Eleanor and I had a great meet up today at St Josephs. We sat down and had an update , as last week I’d been working on the memory wall in the studio and Eleanor was leading the Spring Awakening Concert with guest musicians.
We are meeting this Friday in the Studio in Glór, which is where we are showing the work in May. We are going to play some of the recordings we have collected so far, which I am going to attempt to assemble into a rough sequence of a soundscape, using the audio software that Eddie the lighting and sound technician from Glór kindly gave me some lessons in how to use. Hopefully I will remember these 🙂 This will allow us to hear the quality of the sound in the exhibition venue. I will bring along some of the pieces Ive made so far for the memory wall and we will take stock of the size and layout of the room and how we are going to place the work. Also Eleanor has written three little vignettes based on residents’ stories that we will record. Also Eleanor had an idea for a silent movie type visual..a woman setting a table..and a Buster Keaton like response to each of her movements and objects she handles. Provisionally called The Table Tableau.
Being in Glór will be a valuable opportunity for us- to get some perspective on how the work we have made so far fits in the space that we will be showing it in.
Meanwhile in St Josephs today we talked about context. I mentioned something I’d read about how, as contemporary art is no longer necessarily ‘just’ decorative or aesthetically pleasing, people look for meaning as a way to understand it. I thought we should apply this to the work we are making. Yes it is evocative and yes some of it could be said to be aesthetically pleasing, but what is it for? What is the meaning of the work? We thought about this and Eleanor responded by saying she initially wanted the project to be about bearing witness. Bearing witness to the highs and lows of everyday life that goes on inside St Josephs, just like it does every other space humans occupy. She put it so well that I could only agree.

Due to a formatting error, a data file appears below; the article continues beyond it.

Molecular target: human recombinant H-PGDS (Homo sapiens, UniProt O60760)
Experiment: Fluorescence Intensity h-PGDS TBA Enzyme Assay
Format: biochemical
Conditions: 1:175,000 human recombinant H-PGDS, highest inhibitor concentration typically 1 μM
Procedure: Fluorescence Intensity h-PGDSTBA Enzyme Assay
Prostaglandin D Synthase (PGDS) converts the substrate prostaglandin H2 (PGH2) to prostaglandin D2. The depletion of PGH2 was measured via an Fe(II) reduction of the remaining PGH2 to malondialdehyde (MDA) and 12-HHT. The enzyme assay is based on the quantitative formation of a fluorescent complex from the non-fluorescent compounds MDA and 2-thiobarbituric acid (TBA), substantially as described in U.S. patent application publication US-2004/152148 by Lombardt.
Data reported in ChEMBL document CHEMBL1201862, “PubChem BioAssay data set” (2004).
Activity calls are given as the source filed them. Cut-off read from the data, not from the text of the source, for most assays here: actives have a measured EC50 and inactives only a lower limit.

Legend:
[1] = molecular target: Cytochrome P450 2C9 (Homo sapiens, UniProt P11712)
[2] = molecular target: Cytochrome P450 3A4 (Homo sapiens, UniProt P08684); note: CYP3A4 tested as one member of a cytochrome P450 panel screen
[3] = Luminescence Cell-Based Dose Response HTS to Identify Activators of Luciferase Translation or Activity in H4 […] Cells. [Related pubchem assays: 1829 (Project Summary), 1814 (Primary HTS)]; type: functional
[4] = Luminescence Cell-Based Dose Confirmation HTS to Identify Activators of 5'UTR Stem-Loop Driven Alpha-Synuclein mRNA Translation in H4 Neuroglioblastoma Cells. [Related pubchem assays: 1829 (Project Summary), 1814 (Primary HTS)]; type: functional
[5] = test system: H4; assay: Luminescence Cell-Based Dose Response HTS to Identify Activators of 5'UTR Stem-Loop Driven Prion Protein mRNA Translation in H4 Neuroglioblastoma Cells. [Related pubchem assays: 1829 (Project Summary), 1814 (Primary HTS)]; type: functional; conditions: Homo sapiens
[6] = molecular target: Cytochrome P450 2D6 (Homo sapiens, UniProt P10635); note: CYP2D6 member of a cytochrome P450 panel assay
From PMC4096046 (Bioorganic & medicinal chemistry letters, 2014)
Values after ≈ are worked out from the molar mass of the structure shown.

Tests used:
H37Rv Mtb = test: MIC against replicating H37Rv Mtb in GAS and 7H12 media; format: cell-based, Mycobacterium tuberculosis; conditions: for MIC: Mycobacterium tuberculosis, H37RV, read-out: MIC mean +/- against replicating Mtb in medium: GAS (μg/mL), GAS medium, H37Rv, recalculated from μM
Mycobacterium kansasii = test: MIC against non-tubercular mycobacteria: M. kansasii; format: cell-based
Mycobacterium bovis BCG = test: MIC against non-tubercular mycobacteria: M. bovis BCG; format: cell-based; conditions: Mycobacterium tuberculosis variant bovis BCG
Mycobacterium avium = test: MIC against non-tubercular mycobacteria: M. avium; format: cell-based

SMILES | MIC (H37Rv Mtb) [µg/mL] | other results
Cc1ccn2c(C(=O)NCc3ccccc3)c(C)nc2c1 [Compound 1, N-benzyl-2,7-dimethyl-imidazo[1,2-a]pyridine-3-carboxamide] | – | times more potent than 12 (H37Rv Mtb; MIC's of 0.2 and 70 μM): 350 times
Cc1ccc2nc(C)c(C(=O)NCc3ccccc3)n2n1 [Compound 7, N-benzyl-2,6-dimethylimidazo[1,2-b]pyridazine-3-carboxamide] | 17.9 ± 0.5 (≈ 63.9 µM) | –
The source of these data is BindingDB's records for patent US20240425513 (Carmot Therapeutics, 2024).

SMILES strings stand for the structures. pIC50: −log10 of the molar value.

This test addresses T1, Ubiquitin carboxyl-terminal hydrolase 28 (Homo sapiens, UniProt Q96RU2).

We agreed again that when we get to the exhibiting stage, we want people to come to see the work and be transformed in some way. This sounds quite ambitious but by making an experience immersive and multi sensory it can become a transformative one.
We also got two great chats with 2 wonderful residents who happened to be up, in good form and receptive to chatting. They were also kind enough to let us record them reminiscing about their respective careers, in and have enough fascinating stories and recollections between them that we could easily make a series of works based on them alone.
As we were exiting we discussed how you have to let go of a rigid schedule to a degree when working in St Josephs, as you cannot expect things to always go to plan. Some days the residents you have come to see might not be up, or might be under the weather, or otherwise engaged. So we were felt very fortunate to have gathered so much rich material today.